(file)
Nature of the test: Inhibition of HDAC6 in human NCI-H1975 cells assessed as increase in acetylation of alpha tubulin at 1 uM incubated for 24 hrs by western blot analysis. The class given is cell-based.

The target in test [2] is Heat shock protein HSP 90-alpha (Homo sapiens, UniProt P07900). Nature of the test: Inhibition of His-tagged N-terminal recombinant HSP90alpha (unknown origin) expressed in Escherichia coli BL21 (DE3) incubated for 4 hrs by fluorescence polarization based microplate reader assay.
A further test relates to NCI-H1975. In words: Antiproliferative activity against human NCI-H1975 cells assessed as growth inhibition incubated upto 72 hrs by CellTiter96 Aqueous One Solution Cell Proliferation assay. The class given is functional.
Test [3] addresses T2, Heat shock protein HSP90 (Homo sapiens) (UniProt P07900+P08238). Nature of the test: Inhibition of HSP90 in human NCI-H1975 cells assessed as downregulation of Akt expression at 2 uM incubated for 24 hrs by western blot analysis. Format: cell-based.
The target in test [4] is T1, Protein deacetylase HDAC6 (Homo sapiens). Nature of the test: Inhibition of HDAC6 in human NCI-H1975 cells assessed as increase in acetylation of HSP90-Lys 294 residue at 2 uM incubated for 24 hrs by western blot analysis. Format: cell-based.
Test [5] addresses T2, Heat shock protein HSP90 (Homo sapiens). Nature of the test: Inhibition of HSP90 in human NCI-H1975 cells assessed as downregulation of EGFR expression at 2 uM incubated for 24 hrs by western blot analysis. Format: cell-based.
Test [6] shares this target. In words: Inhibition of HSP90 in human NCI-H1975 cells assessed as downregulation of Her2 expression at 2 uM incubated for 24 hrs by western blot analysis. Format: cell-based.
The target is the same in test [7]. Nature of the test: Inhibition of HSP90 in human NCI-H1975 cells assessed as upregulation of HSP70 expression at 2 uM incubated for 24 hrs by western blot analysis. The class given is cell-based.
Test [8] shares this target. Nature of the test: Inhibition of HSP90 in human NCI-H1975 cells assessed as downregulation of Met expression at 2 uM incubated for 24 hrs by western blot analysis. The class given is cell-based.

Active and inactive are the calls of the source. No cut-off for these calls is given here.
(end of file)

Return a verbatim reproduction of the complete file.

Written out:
Nature of the test: Inhibition of HDAC6 in human NCI-H1975 cells assessed as increase in acetylation of alpha tubulin at 1 uM incubated for 24 hrs by western blot analysis. The class given is cell-based.

The target in test [2] is Heat shock protein HSP 90-alpha (Homo sapiens, UniProt P07900). Nature of the test: Inhibition of His-tagged N-terminal recombinant HSP90alpha (unknown origin) expressed in Escherichia coli BL21 (DE3) incubated for 4 hrs by fluorescence polarization based microplate reader assay.
A further test relates to NCI-H1975. In words: Antiproliferative activity against human NCI-H1975 cells assessed as growth inhibition incubated upto 72 hrs by CellTiter96 Aqueous One Solution Cell Proliferation assay. The class given is functional.
Test [3] addresses T2, Heat shock protein HSP90 (Homo sapiens) (UniProt P07900+P08238). Nature of the test: Inhibition of HSP90 in human NCI-H1975 cells assessed as downregulation of Akt expression at 2 uM incubated for 24 hrs by western blot analysis. Format: cell-based.
The target in test [4] is T1, Protein deacetylase HDAC6 (Homo sapiens). Nature of the test: Inhibition of HDAC6 in human NCI-H1975 cells assessed as increase in acetylation of HSP90-Lys 294 residue at 2 uM incubated for 24 hrs by western blot analysis. Format: cell-based.
Test [5] addresses T2, Heat shock protein HSP90 (Homo sapiens). Nature of the test: Inhibition of HSP90 in human NCI-H1975 cells assessed as downregulation of EGFR expression at 2 uM incubated for 24 hrs by western blot analysis. Format: cell-based.
Test [6] shares this target. In words: Inhibition of HSP90 in human NCI-H1975 cells assessed as downregulation of Her2 expression at 2 uM incubated for 24 hrs by western blot analysis. Format: cell-based.
The target is the same in test [7]. Nature of the test: Inhibition of HSP90 in human NCI-H1975 cells assessed as upregulation of HSP70 expression at 2 uM incubated for 24 hrs by western blot analysis. The class given is cell-based.
Test [8] shares this target. Nature of the test: Inhibition of HSP90 in human NCI-H1975 cells assessed as downregulation of Met expression at 2 uM incubated for 24 hrs by western blot analysis. The class given is cell-based.

Active and inactive are the calls of the source. No cut-off for these calls is given here.